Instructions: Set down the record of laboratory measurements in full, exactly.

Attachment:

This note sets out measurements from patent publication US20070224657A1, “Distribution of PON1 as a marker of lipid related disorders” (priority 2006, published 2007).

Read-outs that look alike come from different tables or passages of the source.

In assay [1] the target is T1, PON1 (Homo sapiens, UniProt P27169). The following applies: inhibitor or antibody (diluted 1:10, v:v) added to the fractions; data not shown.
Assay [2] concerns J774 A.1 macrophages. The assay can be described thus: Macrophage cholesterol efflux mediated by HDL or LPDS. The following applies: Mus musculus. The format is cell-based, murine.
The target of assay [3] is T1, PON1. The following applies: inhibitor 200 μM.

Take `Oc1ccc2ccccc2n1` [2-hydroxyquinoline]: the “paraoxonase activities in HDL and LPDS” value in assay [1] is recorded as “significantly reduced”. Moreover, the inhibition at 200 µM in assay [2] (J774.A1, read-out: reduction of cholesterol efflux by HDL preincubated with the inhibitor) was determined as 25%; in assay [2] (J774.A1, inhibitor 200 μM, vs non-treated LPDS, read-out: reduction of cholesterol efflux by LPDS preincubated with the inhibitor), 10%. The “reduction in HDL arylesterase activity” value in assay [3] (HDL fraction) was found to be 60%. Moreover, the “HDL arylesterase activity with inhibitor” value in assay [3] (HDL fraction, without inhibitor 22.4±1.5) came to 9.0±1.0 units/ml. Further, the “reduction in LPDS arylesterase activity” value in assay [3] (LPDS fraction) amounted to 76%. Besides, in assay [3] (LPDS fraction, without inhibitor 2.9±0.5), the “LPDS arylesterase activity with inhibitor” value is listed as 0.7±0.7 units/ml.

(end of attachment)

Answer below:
This note sets out measurements from patent publication US20070224657A1, “Distribution of PON1 as a marker of lipid related disorders” (priority 2006, published 2007).

Read-outs that look alike come from different tables or passages of the source.

In assay [1] the target is T1, PON1 (Homo sapiens, UniProt P27169). The following applies: inhibitor or antibody (diluted 1:10, v:v) added to the fractions; data not shown.
Assay [2] concerns J774 A.1 macrophages. The assay can be described thus: Macrophage cholesterol efflux mediated by HDL or LPDS. The following applies: Mus musculus. The format is cell-based, murine.
The target of assay [3] is T1, PON1. The following applies: inhibitor 200 μM.

Take `Oc1ccc2ccccc2n1` [2-hydroxyquinoline]: the “paraoxonase activities in HDL and LPDS” value in assay [1] is recorded as “significantly reduced”. Moreover, the inhibition at 200 µM in assay [2] (J774.A1, read-out: reduction of cholesterol efflux by HDL preincubated with the inhibitor) was determined as 25%; in assay [2] (J774.A1, inhibitor 200 μM, vs non-treated LPDS, read-out: reduction of cholesterol efflux by LPDS preincubated with the inhibitor), 10%. The “reduction in HDL arylesterase activity” value in assay [3] (HDL fraction) was found to be 60%. Moreover, the “HDL arylesterase activity with inhibitor” value in assay [3] (HDL fraction, without inhibitor 22.4±1.5) came to 9.0±1.0 units/ml. Further, the “reduction in LPDS arylesterase activity” value in assay [3] (LPDS fraction) amounted to 76%. Besides, in assay [3] (LPDS fraction, without inhibitor 2.9±0.5), the “LPDS arylesterase activity with inhibitor” value is listed as 0.7±0.7 units/ml.